Yellow berries brighten your yard using their bright colour. While you typically thinks of berries as little fruit, some, including persimmons and strawberries, are quite big. Some yellow berries are edible, while others are poisonous. So, be certain that you properly recognize a plant before eating its own alluring berries. To help yellow berries really stick out in your garden, then plant them next to purple flowers.
Large Edible Berries
Guava (Psidium guajava), American persimmon (Diospyros virginiana) and Surinam cherry (Eugenia uniflora) trees create large creamy berries. Guava trees bear white flowers that become big berries in U.S. Department of Agriculture plant hardiness zone 10. American persimmon, also known as common persimmon, Florida persimmon and possumwood, grows in USDA hardiness zones 4 through 9, with inconspicuous spring blooms that become big yellow, orange or purple berries in autumn. Surinam cherry, also known as Pitanga, grows in USDA hardiness zones 9 and 10, bearing fragrant white blossoms that become big yellow, orange, red or mostly green berries in the summer.
Small Edible Berries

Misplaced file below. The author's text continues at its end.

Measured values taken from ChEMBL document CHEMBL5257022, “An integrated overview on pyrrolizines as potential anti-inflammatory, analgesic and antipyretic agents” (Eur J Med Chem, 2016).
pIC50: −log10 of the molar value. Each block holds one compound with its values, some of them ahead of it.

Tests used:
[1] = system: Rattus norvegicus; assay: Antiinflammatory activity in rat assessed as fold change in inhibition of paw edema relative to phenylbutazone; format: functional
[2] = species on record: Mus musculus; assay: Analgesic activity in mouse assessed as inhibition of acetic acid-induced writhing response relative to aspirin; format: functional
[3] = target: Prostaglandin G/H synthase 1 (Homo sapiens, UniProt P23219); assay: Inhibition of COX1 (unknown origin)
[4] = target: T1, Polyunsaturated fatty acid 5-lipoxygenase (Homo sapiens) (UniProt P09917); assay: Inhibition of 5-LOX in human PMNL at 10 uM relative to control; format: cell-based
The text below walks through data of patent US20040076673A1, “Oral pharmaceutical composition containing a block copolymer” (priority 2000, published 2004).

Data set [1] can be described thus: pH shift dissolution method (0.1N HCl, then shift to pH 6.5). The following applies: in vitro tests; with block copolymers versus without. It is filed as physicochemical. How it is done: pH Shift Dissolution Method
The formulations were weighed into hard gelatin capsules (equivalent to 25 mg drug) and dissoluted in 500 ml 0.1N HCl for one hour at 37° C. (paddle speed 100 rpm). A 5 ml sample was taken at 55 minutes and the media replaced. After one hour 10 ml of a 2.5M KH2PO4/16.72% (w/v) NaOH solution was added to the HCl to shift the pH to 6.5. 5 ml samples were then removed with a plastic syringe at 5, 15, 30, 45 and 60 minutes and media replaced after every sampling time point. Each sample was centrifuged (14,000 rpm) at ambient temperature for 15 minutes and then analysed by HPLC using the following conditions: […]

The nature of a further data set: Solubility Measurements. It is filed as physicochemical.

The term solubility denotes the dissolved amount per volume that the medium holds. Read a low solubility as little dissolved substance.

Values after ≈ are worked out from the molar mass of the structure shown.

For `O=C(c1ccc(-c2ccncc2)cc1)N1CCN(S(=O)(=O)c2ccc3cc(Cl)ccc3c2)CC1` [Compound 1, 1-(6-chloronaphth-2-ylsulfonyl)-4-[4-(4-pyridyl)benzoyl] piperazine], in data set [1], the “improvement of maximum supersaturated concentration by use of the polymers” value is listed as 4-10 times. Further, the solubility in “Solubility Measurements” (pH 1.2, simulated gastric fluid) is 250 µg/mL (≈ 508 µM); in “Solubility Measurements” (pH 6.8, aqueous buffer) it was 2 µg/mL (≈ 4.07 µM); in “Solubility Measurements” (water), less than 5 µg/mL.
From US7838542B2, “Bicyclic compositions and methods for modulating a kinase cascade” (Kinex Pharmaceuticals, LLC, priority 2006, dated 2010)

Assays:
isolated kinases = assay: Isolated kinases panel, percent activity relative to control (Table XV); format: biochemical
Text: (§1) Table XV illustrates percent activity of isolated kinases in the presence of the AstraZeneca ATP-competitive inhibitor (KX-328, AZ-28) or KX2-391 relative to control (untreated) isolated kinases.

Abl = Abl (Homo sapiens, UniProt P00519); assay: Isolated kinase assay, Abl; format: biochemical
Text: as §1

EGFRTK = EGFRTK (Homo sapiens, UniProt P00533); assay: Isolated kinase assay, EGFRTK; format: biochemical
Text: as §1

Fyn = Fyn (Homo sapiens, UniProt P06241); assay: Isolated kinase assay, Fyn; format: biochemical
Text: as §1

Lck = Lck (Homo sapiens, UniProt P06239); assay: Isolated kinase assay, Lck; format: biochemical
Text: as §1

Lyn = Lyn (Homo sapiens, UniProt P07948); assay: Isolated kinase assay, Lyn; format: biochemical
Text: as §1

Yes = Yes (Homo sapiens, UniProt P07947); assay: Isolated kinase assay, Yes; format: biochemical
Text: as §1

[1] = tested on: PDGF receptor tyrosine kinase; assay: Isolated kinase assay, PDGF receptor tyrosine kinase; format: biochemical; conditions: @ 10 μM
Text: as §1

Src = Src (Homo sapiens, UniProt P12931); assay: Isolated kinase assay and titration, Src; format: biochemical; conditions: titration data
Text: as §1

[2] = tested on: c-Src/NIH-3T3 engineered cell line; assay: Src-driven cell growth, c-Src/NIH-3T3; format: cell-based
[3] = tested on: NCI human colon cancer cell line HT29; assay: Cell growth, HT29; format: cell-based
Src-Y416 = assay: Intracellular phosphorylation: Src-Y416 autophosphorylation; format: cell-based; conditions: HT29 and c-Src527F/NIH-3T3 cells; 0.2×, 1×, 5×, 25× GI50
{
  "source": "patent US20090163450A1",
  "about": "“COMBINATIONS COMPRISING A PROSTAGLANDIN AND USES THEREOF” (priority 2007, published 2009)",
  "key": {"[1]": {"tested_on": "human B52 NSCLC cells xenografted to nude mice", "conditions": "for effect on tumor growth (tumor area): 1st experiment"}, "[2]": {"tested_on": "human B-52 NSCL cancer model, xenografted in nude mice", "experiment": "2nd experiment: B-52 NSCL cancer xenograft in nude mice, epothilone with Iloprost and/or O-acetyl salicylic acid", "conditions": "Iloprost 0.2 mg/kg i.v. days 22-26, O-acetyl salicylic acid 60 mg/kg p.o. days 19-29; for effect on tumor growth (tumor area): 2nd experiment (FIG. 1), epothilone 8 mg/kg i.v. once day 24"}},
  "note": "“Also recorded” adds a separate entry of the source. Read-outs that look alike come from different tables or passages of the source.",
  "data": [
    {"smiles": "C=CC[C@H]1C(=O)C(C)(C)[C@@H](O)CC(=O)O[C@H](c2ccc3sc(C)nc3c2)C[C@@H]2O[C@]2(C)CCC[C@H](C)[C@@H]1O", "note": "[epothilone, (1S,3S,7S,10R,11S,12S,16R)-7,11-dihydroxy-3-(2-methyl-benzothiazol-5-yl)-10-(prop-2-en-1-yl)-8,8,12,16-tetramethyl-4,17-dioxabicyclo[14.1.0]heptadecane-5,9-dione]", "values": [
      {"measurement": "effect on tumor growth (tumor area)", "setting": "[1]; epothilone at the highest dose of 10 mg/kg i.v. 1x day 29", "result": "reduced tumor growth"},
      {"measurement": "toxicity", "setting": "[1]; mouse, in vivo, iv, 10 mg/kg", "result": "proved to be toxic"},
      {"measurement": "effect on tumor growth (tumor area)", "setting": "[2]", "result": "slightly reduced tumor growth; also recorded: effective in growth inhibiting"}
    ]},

You may earn jam and pies with fruit from your garden when you grow Cape gooseberry (Physalis peruviana) and yellow raspberry (Rubus). Cape gooseberry has yellow, bell-shaped blossoms that become small, globose yellow-orange berries with shiny skin. Cape gooseberry rises in USDA hardiness zones 8 to 11. Yellow raspberries are just like red ones and therefore are actually classified as an aggregate fruit and not a true berry. “Goldie” bears golden to apricot-colored fruit and “Fallgold” has flavorful berries that produce a red blush. Raspberries grow in USDA hardiness zones 4 through 9.
Tomatoes and Chili Peppers
Tomatoes (Solanum lycopersicum) and chili peppers are true berries and there are plenty of yellow varieties for your home garden. Cherry tomatoes include “Sun Gold,” which requires 57 days to produce fruit, and “Yellow Pear,” which requires 78 days. “Taxi” yields medium-sized tomatoes in 65 to 70 days. Serrano chili peppers (Capsicum annuum) are approximately five times hotter than jalepenos. They start green and turn yellow, yellow, red or brown when they ripen.
Inedible Berries on Trees
Western soapberry trees (Sapindus drummondii) grow yellow or white flowers in spring or summer and little, poisonous, yellow, orange or dark berries in summer; they grow in USDA hardiness zones 8 through 10. The Chinaberry tree (Melia azedarach), also called Persian lilac, has fragrant lavender flowers in the summer and little yellow berries in summer, winter or fall. Its berries are poisonous to humans, but birds love them. Meanwhile, the Chinaberry tree grows in USDA hardiness zones 8 through 12.